Once you’ve seeded the entire area, add some peat moss to your soil to set the seeds and help them hold moisture. Using a cage roller, apply a thin layer of peat moss to your seeds. This layer of mulch will help keep your seeds moist during germination. It may also protect them from birds and limit their movement in the event of heavy rain.
8. Water your seeds.
Perhaps the best way to water is with an oscillating sprinkler. If you have access to multiple sprinklers set them up in various parts of your yard to wet the entire area.
For best results, water your seeds 2-3 times a day for about 5-10 minutes for the first 8-10 days. During this period it is critical that your seeds stay moist. You don’t want to over water the seeds, but you do want to encourage germination. Water in the morning to decrease the chances of evaporation.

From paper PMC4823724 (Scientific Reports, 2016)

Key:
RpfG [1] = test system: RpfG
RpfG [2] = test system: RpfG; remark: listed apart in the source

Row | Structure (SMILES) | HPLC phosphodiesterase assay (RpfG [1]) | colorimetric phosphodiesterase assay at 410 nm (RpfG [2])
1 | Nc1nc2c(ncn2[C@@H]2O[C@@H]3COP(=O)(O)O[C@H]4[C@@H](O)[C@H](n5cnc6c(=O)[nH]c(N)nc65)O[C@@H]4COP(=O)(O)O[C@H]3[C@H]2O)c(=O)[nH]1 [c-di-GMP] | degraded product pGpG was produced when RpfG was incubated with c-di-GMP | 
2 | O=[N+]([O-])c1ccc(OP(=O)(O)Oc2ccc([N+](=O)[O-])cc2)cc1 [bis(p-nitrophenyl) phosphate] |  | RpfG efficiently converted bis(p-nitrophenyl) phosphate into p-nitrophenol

Don’t use a strong spray when watering a newly seeded lawn. You run the risk of drowning your seeds or washing them away.
When watering your lawn, be aware of any potential rainfall in your area. Take the amount of rain into consideration when watering and aim for about 1 inch (2.5 cm) of water a week.
If you live in an area prone to heavy rainfall, you could lose some seed. However, the rain must be heavy enough to move the soil before it can move the seed.
8. Mow your new lawn.
When the grass reaches about 3 to 4 inches (7.6 to 10.2 cm) it’s time to mow. Make sure the soil is dry when you mow; if it’s wet you could pull the grass out of the ground.